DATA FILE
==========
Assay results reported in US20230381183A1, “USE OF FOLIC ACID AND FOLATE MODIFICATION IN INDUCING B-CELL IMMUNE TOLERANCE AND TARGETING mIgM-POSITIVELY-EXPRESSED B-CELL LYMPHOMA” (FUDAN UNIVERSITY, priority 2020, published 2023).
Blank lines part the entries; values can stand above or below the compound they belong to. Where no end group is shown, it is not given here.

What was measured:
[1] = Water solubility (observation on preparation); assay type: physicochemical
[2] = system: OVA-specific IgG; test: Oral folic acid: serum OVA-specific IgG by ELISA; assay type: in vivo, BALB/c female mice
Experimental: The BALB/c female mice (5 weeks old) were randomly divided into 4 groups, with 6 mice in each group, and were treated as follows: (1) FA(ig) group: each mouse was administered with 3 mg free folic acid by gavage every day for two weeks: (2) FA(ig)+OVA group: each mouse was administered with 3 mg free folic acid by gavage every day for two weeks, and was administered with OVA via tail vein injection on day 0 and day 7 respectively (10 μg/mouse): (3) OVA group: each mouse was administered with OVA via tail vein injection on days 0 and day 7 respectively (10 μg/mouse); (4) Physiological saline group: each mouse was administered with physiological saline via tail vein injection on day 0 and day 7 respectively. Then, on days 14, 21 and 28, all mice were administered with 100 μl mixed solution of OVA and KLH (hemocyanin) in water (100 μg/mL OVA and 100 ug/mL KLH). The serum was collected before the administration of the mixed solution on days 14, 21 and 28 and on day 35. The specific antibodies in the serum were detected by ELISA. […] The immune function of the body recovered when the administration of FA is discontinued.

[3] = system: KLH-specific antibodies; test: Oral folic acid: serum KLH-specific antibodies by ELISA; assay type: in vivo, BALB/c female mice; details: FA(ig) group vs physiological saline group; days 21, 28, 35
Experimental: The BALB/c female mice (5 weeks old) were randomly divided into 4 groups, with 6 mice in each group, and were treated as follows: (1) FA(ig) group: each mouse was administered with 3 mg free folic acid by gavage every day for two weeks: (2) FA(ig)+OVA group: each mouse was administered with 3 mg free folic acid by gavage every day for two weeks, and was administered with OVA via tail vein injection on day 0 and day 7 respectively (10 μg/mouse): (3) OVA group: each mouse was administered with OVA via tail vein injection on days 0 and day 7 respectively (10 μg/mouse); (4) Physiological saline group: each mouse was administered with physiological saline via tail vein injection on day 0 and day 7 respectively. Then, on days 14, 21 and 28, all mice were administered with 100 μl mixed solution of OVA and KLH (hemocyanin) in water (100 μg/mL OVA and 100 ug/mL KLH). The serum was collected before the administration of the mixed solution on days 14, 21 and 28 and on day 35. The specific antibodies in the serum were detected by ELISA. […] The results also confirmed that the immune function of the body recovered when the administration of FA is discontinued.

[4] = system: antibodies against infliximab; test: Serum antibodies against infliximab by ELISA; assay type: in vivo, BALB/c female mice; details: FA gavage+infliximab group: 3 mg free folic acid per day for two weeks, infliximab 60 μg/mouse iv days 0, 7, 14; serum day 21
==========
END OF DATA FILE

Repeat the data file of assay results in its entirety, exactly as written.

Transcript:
Assay results reported in US20230381183A1, “USE OF FOLIC ACID AND FOLATE MODIFICATION IN INDUCING B-CELL IMMUNE TOLERANCE AND TARGETING mIgM-POSITIVELY-EXPRESSED B-CELL LYMPHOMA” (FUDAN UNIVERSITY, priority 2020, published 2023).
Blank lines part the entries; values can stand above or below the compound they belong to. Where no end group is shown, it is not given here.

What was measured:
[1] = Water solubility (observation on preparation); assay type: physicochemical
[2] = system: OVA-specific IgG; test: Oral folic acid: serum OVA-specific IgG by ELISA; assay type: in vivo, BALB/c female mice
Experimental: The BALB/c female mice (5 weeks old) were randomly divided into 4 groups, with 6 mice in each group, and were treated as follows: (1) FA(ig) group: each mouse was administered with 3 mg free folic acid by gavage every day for two weeks: (2) FA(ig)+OVA group: each mouse was administered with 3 mg free folic acid by gavage every day for two weeks, and was administered with OVA via tail vein injection on day 0 and day 7 respectively (10 μg/mouse): (3) OVA group: each mouse was administered with OVA via tail vein injection on days 0 and day 7 respectively (10 μg/mouse); (4) Physiological saline group: each mouse was administered with physiological saline via tail vein injection on day 0 and day 7 respectively. Then, on days 14, 21 and 28, all mice were administered with 100 μl mixed solution of OVA and KLH (hemocyanin) in water (100 μg/mL OVA and 100 ug/mL KLH). The serum was collected before the administration of the mixed solution on days 14, 21 and 28 and on day 35. The specific antibodies in the serum were detected by ELISA. […] The immune function of the body recovered when the administration of FA is discontinued.

[3] = system: KLH-specific antibodies; test: Oral folic acid: serum KLH-specific antibodies by ELISA; assay type: in vivo, BALB/c female mice; details: FA(ig) group vs physiological saline group; days 21, 28, 35
Experimental: The BALB/c female mice (5 weeks old) were randomly divided into 4 groups, with 6 mice in each group, and were treated as follows: (1) FA(ig) group: each mouse was administered with 3 mg free folic acid by gavage every day for two weeks: (2) FA(ig)+OVA group: each mouse was administered with 3 mg free folic acid by gavage every day for two weeks, and was administered with OVA via tail vein injection on day 0 and day 7 respectively (10 μg/mouse): (3) OVA group: each mouse was administered with OVA via tail vein injection on days 0 and day 7 respectively (10 μg/mouse); (4) Physiological saline group: each mouse was administered with physiological saline via tail vein injection on day 0 and day 7 respectively. Then, on days 14, 21 and 28, all mice were administered with 100 μl mixed solution of OVA and KLH (hemocyanin) in water (100 μg/mL OVA and 100 ug/mL KLH). The serum was collected before the administration of the mixed solution on days 14, 21 and 28 and on day 35. The specific antibodies in the serum were detected by ELISA. […] The results also confirmed that the immune function of the body recovered when the administration of FA is discontinued.

[4] = system: antibodies against infliximab; test: Serum antibodies against infliximab by ELISA; assay type: in vivo, BALB/c female mice; details: FA gavage+infliximab group: 3 mg free folic acid per day for two weeks, infliximab 60 μg/mouse iv days 0, 7, 14; serum day 21